Chondrocytes represent mature cartilage cells that are derived from mesenchymal precursor cells.15,20,46 They are located in lacunae surrounded by the cartilaginous matrix. Chondrocytes tend to be clustered in small, loose groups that are isogenous or monoclonal because they represent progeny of a single chondrocyte. In the epiphyseal plates of long bones, the cartilage cells are arranged in long columns. During the skeletal growth phase, cartilage cells in the epiphyseal plates undergo transient proliferative activity followed by deposition of a cartilaginous matrix and programmed cell death (apoptosis). Proliferation of cartilage cells followed by apoptosis is the most important mechanism governing skeletal growth. Mature chondrocytes have small, dense nuclei. Open nuclear chromatin with small nucleoli is present in proliferating cartilage cells. The ultrastructure of chondrocytes is characterized by numerous branched cytoplasmic processes, a well-developed endoplasmic reticulum, and a Golgi center.

Development of Bone

Fetal bone formation and postnatal growth occur in one of two ways. In intramembranous ossification, clusters of fetal mesenchymal cells differentiate directly into osteoblasts. In enchondral bone formation, a predeposited cartilaginous matrix (cartilage model) serves as a scaffold for the deposition of osteoid (Fig. 1-10). In the developing epiphyseal centers, this cartilage model undergoes focal calcification, followed by vascular invasion and the appearance of bone-synthesizing osteoblasts.21,23,38,39 Thus the cartilaginous matrix is replaced by bone, except at the growth plate and articular surfaces.3739 At the mesenchymal-vascular junction of the epiphyseal growth plate and metaphyseal bone, invasion of continuously growing cartilage is followed by osteoblastic differentiation and deposition of osteoid. The devitalized, calcified cartilage serves as a scaffolding for the deposition of bone matrix and is resorbed by osteoblasts at the same rate at which the growth plate is internally expanded. Consequently, long bone growth occurs while the thickness of the epiphyseal plate remains constant. The cessation of interstitial expansion of the epiphyseal plate results in its gradual obliteration and the termination of growth. Cartilage serves as the mediator of long bone growth because it is capable of interstitial matrix deposition and surface apposition. Intramembranous bone formation first appears as many separate centers of ossification that enlarge and fuse to form a single plate (Fig. 1-11). Membranous bones are directly formed from the mesenchymal tissue without a preexisting cartilage model. Growth in the diameter of a bone continues principally by the deposition of osteoid on the outer convex surface of the shaft through membranous ossification in the cambium layer of the periosteum. Tubulation and remodeling are achieved by osteoclastic activity resorption on the inner concave surface.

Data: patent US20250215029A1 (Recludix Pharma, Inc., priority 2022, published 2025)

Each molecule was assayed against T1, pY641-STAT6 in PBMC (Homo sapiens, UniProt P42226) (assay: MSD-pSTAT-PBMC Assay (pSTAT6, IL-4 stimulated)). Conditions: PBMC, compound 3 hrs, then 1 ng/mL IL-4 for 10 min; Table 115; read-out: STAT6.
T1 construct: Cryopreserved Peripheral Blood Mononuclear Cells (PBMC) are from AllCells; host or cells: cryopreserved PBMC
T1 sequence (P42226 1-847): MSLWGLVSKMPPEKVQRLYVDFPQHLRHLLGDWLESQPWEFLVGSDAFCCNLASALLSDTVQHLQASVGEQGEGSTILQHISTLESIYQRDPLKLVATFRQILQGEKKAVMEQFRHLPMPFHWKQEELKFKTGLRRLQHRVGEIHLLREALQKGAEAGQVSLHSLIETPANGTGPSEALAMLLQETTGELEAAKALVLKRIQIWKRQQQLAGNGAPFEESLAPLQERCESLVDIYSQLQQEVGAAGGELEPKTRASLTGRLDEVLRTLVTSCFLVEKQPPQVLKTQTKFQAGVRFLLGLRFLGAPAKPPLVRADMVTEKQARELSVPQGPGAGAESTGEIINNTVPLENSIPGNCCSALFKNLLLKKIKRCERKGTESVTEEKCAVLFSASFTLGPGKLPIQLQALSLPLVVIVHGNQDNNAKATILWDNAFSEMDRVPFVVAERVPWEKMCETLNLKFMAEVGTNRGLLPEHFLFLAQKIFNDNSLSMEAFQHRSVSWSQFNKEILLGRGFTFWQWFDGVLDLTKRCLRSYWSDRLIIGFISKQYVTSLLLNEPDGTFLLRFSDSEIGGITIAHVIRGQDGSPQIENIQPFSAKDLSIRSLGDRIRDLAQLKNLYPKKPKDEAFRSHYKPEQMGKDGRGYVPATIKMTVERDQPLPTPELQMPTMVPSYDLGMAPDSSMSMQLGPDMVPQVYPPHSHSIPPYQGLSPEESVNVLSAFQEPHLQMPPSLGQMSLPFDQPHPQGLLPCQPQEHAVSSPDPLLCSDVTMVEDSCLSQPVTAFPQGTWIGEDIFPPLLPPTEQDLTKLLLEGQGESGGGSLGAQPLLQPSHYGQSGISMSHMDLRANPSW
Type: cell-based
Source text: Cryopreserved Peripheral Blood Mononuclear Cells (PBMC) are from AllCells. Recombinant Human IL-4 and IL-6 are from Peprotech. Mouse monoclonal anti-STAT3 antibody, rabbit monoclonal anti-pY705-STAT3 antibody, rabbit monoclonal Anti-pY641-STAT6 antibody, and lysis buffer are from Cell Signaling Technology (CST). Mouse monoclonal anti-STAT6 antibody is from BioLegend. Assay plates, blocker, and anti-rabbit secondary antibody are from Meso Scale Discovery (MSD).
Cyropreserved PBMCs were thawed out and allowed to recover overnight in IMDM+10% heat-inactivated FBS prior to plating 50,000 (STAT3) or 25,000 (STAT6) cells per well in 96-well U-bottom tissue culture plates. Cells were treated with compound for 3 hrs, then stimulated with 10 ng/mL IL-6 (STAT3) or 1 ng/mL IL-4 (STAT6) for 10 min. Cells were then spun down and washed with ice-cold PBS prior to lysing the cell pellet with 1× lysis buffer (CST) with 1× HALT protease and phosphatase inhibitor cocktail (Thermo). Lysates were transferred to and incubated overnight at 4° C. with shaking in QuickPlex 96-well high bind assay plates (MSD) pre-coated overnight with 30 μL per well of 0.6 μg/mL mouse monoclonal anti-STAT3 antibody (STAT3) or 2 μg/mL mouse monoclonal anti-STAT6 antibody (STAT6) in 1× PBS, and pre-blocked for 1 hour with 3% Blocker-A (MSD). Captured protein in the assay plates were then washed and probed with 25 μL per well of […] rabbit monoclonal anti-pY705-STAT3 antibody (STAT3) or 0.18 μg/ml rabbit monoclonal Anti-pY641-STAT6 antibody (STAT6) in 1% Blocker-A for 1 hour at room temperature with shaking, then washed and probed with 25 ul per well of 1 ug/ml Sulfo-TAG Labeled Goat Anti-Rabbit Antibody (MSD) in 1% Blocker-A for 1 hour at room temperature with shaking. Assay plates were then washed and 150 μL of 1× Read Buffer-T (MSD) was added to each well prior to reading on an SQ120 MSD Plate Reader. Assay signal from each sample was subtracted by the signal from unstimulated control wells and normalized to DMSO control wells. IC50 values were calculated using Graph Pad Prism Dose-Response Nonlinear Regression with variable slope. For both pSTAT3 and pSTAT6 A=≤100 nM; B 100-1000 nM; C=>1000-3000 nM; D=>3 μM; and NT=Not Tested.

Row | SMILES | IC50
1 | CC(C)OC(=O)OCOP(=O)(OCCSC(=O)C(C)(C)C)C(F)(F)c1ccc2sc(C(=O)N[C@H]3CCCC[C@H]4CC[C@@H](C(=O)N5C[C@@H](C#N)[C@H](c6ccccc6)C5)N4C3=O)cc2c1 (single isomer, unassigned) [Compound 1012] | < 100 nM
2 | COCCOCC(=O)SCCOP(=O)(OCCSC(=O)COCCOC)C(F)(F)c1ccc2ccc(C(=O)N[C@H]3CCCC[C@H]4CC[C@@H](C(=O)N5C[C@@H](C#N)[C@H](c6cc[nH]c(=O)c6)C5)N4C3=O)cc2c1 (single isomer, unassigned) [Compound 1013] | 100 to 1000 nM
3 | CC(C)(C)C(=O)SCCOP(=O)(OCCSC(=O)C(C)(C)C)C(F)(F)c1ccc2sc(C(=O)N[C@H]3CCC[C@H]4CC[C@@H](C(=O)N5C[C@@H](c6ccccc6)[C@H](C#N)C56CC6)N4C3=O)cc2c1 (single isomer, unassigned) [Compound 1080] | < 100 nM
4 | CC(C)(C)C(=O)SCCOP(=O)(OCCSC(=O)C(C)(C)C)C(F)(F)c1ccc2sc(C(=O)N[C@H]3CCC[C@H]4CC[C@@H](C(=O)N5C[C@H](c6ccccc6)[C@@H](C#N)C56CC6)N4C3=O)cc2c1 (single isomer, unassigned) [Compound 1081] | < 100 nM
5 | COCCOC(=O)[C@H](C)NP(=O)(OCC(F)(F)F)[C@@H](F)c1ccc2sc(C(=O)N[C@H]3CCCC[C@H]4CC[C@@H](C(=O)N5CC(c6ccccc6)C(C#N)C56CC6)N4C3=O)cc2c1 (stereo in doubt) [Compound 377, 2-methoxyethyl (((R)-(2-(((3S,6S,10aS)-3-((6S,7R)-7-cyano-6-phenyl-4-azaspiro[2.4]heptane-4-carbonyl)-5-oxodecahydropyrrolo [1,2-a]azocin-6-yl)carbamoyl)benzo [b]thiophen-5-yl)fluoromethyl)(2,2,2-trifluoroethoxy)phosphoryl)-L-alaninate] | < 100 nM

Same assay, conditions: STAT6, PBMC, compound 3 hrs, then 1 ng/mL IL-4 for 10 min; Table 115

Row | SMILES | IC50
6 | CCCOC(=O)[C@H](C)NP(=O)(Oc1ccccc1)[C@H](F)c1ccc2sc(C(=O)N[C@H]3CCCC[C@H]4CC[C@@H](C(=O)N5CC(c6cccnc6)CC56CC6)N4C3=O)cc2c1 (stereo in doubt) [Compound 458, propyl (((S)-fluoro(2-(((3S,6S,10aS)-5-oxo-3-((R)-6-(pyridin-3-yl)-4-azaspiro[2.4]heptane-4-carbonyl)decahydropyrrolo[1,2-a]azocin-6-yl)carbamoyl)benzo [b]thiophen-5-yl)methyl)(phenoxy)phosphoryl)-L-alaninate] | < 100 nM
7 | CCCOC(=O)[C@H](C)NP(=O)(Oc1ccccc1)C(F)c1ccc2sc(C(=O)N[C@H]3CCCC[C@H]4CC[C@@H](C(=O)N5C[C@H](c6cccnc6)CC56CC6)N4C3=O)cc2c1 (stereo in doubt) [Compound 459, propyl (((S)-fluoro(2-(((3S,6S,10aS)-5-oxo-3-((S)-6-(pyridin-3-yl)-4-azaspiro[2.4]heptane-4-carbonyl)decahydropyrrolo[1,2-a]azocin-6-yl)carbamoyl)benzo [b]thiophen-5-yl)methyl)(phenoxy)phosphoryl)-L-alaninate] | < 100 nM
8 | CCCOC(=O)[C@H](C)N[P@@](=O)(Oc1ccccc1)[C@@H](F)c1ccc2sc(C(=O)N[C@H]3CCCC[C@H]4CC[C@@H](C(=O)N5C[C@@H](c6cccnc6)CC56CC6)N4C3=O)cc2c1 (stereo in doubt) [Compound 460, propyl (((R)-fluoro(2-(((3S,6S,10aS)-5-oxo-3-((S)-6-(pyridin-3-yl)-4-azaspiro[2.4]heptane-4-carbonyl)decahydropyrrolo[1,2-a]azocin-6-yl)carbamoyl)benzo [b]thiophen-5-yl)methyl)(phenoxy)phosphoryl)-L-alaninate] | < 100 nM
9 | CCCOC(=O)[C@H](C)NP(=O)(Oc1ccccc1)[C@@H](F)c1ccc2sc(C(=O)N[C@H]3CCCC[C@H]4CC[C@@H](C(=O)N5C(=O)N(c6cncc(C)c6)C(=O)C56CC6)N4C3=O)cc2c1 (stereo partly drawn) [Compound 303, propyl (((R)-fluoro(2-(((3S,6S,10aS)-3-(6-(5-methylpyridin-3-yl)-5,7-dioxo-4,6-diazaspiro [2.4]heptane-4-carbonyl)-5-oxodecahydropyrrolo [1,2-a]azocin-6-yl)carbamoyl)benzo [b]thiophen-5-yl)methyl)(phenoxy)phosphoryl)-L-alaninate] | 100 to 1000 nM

May 31, 2017 | Posted by in PATHOLOGY & LABORATORY MEDICINE | Comments Off on General Considerations